Just two years after she immigrated to the United States from the Dominican Republic, Patricia Pacheco landed a library assistant position as the first bilingual staff member at the Sterling Branch of the Loudoun County Public Library system in Virginia. She had been a kindergarten teacher for nearly 20 years and had dealt with children of all ages in her home country. Early on in her time in the States, she volunteered part time in the Ashburn Library of Loudoun County. So when the Sterling branch announced that it sought a bilingual staff member, Pacheco applied and was hired. That was back in May 2015.
The financial news for libraries in 2016 was for the most part positive—overall, budgets are up modestly—but many, still rebounding from the recession and working to keep pace with needed capital improvements and technology requirements, still feel that they’re just getting by. Libraries, particularly smaller systems, continue to meet the challenge of working with what funds are available. But unexpected or one-time expenses for a library of any size can still result in tightened purse strings. Also, the rising costs of benefits for employees, as well as the uncertainties of the health-care marketplace, are an increasingly common concern.
When she arrived to direct California’s San José Public Library in 2013, Jill Bourne faced the effects of years of decimating budget shortfalls and service cuts. The effectiveness with which Bourne spearheaded her Library Access Strategy, opened the libraries, built new relationships with and support from San José’s civic leadership, and leveraged partnerships and fostered innovation—and is now reaching beyond the library to a new citywide Education and Digital Literacy Initiative—has won over a newly inspired staff and convinced our judges to name her the 2017 LJ Librarian of the Year, sponsored by Baker & Taylor.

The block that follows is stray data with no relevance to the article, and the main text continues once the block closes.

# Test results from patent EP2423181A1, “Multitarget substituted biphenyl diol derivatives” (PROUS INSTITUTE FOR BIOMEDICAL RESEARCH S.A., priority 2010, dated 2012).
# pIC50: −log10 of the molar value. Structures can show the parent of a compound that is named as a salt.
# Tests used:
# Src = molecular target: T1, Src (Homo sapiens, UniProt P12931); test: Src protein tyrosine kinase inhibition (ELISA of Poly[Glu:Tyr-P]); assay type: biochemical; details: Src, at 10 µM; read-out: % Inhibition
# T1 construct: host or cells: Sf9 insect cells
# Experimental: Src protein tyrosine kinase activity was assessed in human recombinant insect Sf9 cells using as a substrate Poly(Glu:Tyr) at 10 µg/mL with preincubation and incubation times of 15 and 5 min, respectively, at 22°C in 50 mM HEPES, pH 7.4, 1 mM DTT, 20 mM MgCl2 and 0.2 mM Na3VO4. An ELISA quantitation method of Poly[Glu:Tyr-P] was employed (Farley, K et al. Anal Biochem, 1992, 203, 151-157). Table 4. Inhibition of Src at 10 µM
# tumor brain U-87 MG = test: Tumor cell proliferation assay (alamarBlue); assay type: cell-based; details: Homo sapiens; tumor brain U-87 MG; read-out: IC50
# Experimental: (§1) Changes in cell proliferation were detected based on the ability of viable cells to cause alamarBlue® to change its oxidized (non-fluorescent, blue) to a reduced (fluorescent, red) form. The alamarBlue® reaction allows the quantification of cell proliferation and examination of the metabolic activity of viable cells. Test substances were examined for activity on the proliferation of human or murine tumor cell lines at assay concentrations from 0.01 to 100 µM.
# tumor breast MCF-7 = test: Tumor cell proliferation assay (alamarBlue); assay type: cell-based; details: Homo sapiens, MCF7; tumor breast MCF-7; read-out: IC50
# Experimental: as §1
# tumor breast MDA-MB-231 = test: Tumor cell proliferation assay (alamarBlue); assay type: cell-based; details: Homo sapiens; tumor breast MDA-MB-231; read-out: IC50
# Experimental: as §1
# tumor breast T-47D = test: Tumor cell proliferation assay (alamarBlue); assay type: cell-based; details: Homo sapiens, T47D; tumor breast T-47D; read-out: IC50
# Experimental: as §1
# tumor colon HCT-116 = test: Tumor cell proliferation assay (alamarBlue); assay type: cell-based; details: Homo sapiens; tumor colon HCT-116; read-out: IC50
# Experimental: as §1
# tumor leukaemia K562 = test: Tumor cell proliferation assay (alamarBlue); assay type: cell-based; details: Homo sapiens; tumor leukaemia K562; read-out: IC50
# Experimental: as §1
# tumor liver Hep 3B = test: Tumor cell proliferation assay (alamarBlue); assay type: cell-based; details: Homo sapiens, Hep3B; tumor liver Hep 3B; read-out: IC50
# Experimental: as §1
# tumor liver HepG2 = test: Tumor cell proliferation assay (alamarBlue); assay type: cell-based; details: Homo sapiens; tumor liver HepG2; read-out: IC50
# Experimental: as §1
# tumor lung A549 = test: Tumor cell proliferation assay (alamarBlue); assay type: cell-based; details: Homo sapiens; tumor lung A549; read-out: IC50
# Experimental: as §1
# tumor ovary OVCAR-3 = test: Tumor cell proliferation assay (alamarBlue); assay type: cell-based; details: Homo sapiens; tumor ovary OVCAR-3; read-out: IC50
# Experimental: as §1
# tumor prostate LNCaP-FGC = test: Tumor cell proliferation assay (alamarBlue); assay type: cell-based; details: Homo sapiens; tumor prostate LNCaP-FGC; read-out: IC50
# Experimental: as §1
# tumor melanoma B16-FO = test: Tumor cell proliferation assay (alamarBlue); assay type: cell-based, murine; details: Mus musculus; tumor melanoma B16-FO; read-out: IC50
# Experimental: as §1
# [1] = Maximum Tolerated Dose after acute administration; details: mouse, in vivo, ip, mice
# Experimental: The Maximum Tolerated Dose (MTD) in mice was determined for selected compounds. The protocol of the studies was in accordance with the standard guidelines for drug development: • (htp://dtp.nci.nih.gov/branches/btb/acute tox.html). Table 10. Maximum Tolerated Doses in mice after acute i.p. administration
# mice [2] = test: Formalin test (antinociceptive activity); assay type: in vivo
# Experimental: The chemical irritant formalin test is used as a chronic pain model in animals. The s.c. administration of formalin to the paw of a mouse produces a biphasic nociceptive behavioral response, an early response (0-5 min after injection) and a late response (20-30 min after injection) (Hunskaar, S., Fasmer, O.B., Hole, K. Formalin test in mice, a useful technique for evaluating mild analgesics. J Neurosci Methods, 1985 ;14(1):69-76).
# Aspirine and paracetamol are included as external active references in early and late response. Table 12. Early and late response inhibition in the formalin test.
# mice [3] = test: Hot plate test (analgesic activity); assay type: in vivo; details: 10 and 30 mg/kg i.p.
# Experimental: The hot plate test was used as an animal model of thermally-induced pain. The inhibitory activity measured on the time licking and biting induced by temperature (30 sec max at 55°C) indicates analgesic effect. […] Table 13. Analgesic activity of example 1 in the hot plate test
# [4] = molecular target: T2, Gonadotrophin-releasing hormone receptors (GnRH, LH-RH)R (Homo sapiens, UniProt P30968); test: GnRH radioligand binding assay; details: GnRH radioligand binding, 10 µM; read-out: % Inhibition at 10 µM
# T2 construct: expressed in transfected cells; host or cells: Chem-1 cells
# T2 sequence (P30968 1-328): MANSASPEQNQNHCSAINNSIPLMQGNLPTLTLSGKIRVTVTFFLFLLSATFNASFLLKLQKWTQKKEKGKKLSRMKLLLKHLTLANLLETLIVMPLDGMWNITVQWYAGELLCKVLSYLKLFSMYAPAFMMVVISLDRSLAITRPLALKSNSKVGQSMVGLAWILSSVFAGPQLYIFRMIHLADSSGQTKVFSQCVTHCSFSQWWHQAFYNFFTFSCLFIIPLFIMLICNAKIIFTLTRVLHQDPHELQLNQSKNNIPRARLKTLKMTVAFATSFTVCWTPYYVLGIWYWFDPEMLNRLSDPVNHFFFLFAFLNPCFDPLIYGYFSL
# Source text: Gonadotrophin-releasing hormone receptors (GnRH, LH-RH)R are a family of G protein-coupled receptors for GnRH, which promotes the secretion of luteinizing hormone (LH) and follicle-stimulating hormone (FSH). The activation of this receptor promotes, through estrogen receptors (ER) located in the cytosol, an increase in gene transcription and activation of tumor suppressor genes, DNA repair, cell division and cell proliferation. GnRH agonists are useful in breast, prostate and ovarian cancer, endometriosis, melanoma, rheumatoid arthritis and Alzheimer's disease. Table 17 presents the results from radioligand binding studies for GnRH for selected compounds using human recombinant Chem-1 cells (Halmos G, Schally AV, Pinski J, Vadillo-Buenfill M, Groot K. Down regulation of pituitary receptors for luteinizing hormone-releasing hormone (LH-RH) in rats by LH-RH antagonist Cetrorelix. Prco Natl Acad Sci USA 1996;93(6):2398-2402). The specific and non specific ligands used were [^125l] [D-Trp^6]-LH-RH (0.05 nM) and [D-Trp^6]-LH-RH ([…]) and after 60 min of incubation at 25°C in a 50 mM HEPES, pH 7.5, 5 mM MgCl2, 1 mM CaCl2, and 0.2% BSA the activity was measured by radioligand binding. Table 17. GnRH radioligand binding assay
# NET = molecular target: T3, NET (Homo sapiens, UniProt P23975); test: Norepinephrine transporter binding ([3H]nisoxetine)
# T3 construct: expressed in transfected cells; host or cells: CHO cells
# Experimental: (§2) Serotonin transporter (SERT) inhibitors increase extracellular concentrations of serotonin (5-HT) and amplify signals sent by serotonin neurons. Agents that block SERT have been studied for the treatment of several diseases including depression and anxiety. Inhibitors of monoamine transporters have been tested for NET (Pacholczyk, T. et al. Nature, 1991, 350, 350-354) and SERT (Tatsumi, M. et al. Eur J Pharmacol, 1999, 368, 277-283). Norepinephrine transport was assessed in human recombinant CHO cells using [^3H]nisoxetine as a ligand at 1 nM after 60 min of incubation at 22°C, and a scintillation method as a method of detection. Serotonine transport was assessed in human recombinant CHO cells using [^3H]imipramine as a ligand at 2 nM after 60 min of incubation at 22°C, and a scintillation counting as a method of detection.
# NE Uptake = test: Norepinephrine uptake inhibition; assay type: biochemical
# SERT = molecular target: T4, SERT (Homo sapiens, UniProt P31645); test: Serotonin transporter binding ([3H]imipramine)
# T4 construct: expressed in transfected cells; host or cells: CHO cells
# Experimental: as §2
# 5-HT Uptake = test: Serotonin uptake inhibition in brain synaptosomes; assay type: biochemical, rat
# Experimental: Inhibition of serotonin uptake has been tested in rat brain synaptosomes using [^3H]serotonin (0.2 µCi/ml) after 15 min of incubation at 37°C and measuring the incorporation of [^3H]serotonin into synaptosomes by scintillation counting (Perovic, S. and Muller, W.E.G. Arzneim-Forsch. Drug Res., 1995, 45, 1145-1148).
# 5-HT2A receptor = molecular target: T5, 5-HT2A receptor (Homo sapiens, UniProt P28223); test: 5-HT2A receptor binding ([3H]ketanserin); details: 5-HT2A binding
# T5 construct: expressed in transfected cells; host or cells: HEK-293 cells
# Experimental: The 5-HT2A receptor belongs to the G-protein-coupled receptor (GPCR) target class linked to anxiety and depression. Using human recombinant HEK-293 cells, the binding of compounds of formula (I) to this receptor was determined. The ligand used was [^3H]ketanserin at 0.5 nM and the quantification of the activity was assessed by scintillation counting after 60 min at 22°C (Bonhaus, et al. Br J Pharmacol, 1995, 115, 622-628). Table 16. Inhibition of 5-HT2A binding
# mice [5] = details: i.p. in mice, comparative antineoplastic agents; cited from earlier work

What can we do? This has to be one of the most commonly asked questions in America—even before the recent presidential election brought a wave of hate crimes more pervasive than the one that followed the September 11 attacks. The ongoing impact of bigotry in America is, perhaps, the quintessential “wicked problem.” A legacy of housing discrimination continues to shape neighborhoods—and how they are served by schools, police, and, yes, libraries—to this day. Studies continue to show implicit bias along lines of race and gender that impacts hiring, promotion, compensation, and retention—and explicit bias is still with us. All of these factors feed one another, eluding simple solutions to any that leave the others out of the equation.